After the post on “Koto vs. Gyokko”, I received a few comments by Bujinkan members not agreeing totally with what I wrote.
The main questions being:
1) the relative distance of the school’s (short and long); and
2) the “new” Kokû (inside / outside).
So as I had an appointment with Sôke before the class I decided to ask him directly. It is always better to ask the source.
When I arrived to his house, he was ready to go out to walk his barzoi dog, so I went with him. While we were walking to the “dog relieving spot”, I saw a short window of opportunity to ask about those two points. His answers are given below, between brackets.*
Distance: “everything that we train now is Juppô Sesshô so all distances are correct”.
When it comes to physical fighting, the distance is the distance of contact (arms or legs). But the Koto (the tiger) jumps from further away, you are moving into the center. The Gyokko (ie. Gyoku+ko) waits for the attacker, you are the center of the sphere (gyoku = 玉, ball, sphere, pearl).
The Chinese and the Japanese have this image of “crouching tiger, flying dragon”. In 2003, the first year of the Juppô Sesshô cycle, the full name of the theme was “Koteki Ryûda Juppô Sesshô Hibun no Kami”.**
Symbolically the Chinese dragon/tiger image is a representation of yinyang***. They are therefore complementary (as stated in my post). The title “Koto vs. Gyokko” should have been written “Koto/Gyokko unity”. You find a hint in Hatsumi sensei ‘s book in the chapter concerning the Gyokko Ryû. Did you notice that at the beginning of the chapter, sensei writes about “Gyokko Ryû Kosshi Koppô Jutsu? Then the natural opposition is replaced by a strong unity.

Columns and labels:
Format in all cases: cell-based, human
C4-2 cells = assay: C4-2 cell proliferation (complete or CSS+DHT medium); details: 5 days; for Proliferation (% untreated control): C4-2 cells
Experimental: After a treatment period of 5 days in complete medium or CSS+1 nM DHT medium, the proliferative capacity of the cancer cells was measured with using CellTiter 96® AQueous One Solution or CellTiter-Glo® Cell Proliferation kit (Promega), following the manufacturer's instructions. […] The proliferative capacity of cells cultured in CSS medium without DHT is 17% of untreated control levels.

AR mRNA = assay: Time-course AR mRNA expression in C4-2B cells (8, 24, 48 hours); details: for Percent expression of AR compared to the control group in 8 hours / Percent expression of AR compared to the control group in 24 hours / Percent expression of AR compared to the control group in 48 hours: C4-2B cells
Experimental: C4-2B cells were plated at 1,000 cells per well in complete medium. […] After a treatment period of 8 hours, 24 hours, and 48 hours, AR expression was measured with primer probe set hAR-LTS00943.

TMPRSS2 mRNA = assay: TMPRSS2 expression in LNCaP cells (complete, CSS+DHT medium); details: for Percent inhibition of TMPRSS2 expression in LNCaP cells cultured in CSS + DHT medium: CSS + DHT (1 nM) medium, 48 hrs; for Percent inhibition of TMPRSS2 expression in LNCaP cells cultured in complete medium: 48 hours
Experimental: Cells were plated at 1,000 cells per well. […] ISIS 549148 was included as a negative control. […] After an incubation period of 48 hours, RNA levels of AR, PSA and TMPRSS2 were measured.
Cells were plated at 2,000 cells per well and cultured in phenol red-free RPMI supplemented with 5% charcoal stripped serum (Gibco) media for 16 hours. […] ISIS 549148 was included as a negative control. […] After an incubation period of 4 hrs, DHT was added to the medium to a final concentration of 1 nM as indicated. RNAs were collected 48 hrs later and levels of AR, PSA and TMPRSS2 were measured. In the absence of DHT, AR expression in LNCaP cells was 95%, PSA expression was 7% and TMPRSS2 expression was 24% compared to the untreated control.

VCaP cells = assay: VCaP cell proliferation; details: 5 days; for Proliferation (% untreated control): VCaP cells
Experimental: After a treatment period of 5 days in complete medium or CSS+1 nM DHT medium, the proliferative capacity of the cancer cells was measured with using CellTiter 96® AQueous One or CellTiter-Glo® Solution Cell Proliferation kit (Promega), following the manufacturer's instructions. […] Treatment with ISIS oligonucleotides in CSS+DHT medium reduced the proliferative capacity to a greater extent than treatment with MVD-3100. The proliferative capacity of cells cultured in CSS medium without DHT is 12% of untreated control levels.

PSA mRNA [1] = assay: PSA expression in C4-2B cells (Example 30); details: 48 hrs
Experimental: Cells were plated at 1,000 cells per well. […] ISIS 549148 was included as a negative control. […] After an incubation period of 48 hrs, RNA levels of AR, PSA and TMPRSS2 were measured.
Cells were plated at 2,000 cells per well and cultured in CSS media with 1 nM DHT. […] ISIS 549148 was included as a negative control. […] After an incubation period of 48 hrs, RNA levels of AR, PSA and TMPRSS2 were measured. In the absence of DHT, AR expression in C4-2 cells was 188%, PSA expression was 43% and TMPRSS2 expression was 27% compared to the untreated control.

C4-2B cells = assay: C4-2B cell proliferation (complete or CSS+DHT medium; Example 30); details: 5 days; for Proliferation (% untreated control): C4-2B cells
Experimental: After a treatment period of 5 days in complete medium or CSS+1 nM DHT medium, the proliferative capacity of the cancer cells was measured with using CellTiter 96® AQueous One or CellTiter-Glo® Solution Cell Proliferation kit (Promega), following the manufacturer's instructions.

Kokû: “each one expresses it differently, everything goes, this is Juppô Sesshô that we are expressing these days”.
Then still holding the leash around his wrist, he stopped i the middle of the street and asked me to attack. I did as ordered and he naturally extended the left forearm to receive/cushion the attack while nearly simultaneously digging a deep and painful boshi Ken*** at the joint of the elbow. “This Kankaku is important” he said.
I wish I could have taken a picture of this particularly moment.
And to end this, my post was not about the Gyokko Ryû or a specific way of doing a given waza, my point was to explain that the diversity of interpretations that you find in Japan when you train opens up new worlds of opportunities when your eyes and spirit are ready to see and understand: 神心神願, shinshin shingan*****
* caution: sensei varies his answers depending on the moment, or the person asking. My point is that he might have said the opposite and still be correct.
** Koteki Ryûda: crouching tiger, flying dragon
Juppô Sesshô: negotiating in all directions
Hibun no Kami: (is the) secret expression of the gods
*** the tiger and dragon in the I Ching http://www.biroco.com/yijing/dragon_tiger.htm
**** boshi Ken is typical from the Gyokko Ryû
*****神心神願, shinshin shingan: the eyes and the mind of the gods